“The [100 Homes] legacy will live on,” said Arlington Department of Human Services spokesman Kurt Larrick. “We learned a lot during the campaign, and partnered with a lot of great nonprofits, and we are carrying forward a lot of the concepts we learned.”
(Updated at 1:10 p.m.) Bistro 360 quietly opened its doors two weeks ago for a soft opening, but word already has spread quickly.
Customers have trickled in to check out the new restaurant at 1800 Wilson Blvd, in the former Cafe Assorti space, while staff work to get operations running smoothly. The grand opening will be next Wednesday, November 5.
Long time Arlingtonian Art Hauptman owns the new restaurant, as well as Cassatt’s Kiwi Cafe on Lee Highway. He noted the Bistro 360 space combines three different settings: a gourmet market, a bistro for more elegant dining and a wine bar for casual drinks and snacks.
“We’re trying to build on the success of Cassatt’s, but in a different format,” Hauptman said. “We want to bring some of the best items from many of the world’s cuisines to Arlington, just as we brought the idea of a New Zealand style cafe 12 years ago. One of the basic ideas is that travel affects food and we want to show that as well.”
Art’s brother, Bob Hauptman, said the diverse menu emphasizes Art’s world travel and includes something for everyone, at a good value.
“We like to say we’re ‘world’s fare at your door.’ You have stuff from around the world right here,” Bob said. “We know it’s different and we think it will work.”
French-born chef Jacques Imperato is an Arlington resident and helped develop the seasonal menus. The bistro menu includes items like Asian glazed duck, tuna tempura, Turkish pide and a lemongrass pork chop. The wine bar serves nibbles like tomato and cheese croquettes, bay scallops ceviche and Georgian cheese bread with egg. Cheese and charcuterie are available in both the bistro and wine bar, as well as the market. The market also will sell some of Bistro 360′s freshly baked breads and small dishes that can be taken home.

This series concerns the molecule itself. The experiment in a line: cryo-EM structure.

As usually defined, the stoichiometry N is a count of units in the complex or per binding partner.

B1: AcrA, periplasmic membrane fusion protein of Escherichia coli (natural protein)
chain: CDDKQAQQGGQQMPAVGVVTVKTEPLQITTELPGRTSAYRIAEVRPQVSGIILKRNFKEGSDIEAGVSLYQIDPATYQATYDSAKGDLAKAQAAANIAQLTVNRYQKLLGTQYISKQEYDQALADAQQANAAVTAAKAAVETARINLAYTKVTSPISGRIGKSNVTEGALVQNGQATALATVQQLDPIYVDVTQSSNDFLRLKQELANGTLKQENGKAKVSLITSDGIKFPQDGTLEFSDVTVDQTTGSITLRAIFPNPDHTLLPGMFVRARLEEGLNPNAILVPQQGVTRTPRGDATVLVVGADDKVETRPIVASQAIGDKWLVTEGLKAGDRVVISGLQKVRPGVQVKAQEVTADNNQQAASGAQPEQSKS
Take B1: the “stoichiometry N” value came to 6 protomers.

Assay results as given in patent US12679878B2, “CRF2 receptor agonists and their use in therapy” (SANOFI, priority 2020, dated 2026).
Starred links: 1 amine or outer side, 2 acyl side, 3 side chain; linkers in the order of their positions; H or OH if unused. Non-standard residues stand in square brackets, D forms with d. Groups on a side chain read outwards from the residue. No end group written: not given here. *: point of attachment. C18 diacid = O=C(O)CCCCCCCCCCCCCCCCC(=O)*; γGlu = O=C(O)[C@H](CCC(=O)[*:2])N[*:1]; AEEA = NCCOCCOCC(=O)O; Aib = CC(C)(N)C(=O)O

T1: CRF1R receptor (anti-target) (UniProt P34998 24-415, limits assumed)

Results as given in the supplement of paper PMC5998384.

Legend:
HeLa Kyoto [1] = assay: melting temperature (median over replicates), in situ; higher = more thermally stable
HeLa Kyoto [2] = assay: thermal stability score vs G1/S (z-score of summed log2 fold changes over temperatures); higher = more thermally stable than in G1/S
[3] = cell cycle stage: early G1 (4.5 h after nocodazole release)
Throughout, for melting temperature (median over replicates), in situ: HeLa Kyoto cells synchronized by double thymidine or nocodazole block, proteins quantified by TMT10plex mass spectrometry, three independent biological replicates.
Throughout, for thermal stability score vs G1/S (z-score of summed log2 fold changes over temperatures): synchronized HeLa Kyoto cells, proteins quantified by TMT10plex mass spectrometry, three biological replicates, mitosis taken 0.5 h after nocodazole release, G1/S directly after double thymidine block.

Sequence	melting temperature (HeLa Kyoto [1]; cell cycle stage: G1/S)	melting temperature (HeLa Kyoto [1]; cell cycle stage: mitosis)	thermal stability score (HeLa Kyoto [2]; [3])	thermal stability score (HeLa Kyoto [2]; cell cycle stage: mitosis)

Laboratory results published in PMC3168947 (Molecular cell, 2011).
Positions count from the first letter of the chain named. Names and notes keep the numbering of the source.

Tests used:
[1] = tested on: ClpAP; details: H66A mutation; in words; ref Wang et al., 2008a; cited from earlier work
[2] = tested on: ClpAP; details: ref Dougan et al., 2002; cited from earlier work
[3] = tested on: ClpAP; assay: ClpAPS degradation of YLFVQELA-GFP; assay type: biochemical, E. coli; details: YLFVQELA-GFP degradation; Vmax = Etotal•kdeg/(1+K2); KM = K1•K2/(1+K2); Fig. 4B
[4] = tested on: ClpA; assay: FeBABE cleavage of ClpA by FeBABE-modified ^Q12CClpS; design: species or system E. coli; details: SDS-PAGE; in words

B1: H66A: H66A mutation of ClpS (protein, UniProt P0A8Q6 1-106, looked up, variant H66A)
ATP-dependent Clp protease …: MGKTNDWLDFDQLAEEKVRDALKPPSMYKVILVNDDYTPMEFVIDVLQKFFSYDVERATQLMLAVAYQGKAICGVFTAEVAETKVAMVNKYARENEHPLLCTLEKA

The restaurant should add lunch and brunch soon, but right now will focus on dinner. There will be outdoor seating in the spring. Bob noted management also is interested in the possibility of delivery down the road — both for food and wine.
“Come in and give us a try,” Bob said. “Come and enjoy!”
Decal Competition Underway — The annual competition for high school students to design the county’s new vehicle decal has begun. Entries for the 2015-2016 decal are accepted until December 1. [InsideNova, Arlington County]
DIY Network Casting Call — DIY Network is accepting applications from residents of the D.C. metro region for its show “I Want That.” It is not a renovation program, but rather focuses on the best and newest home and garden products. Homeowners within a 30 minute drive from downtown D.C. will be considered. [DIY Network]
Business Conference for Latina Entrepreneurs — The Shirlington Employment and Education Center will host a Latino Women’s Business Development Conference next Saturday, November 8. The goal is to find Latino women interested in starting their own businesses and connecting them with resources to succeed. The program primarily will be in Spanish. [InsideNova]
Flickr pool photo by Nathan Jones